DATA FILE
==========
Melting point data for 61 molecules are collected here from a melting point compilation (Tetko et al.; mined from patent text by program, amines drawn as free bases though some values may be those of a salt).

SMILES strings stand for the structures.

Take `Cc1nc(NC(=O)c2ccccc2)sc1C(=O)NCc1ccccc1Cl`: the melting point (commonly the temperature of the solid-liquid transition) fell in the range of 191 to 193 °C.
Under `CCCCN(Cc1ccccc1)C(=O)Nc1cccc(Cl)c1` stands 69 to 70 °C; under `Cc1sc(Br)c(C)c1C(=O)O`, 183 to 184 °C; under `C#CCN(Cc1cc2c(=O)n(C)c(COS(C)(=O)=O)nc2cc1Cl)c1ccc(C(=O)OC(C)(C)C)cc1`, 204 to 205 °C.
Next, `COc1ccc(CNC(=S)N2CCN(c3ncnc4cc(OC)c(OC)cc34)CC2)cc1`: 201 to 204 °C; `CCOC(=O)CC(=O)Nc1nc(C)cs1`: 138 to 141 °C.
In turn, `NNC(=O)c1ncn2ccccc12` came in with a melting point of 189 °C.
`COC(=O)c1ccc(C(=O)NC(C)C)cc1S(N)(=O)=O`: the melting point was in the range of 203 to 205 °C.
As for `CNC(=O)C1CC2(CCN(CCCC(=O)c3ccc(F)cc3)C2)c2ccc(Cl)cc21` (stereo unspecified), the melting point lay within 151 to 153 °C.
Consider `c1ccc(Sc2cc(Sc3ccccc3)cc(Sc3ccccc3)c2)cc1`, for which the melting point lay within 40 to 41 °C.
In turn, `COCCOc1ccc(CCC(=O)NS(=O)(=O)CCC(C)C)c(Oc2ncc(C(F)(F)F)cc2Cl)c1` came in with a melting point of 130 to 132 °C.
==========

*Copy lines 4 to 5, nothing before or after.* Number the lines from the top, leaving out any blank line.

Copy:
Under `CCCCN(Cc1ccccc1)C(=O)Nc1cccc(Cl)c1` stands 69 to 70 °C; under `Cc1sc(Br)c(C)c1C(=O)O`, 183 to 184 °C; under `C#CCN(Cc1cc2c(=O)n(C)c(COS(C)(=O)=O)nc2cc1Cl)c1ccc(C(=O)OC(C)(C)C)cc1`, 204 to 205 °C.
Next, `COc1ccc(CNC(=S)N2CCN(c3ncnc4cc(OC)c(OC)cc34)CC2)cc1`: 201 to 204 °C; `CCOC(=O)CC(=O)Nc1nc(C)cs1`: 138 to 141 °C.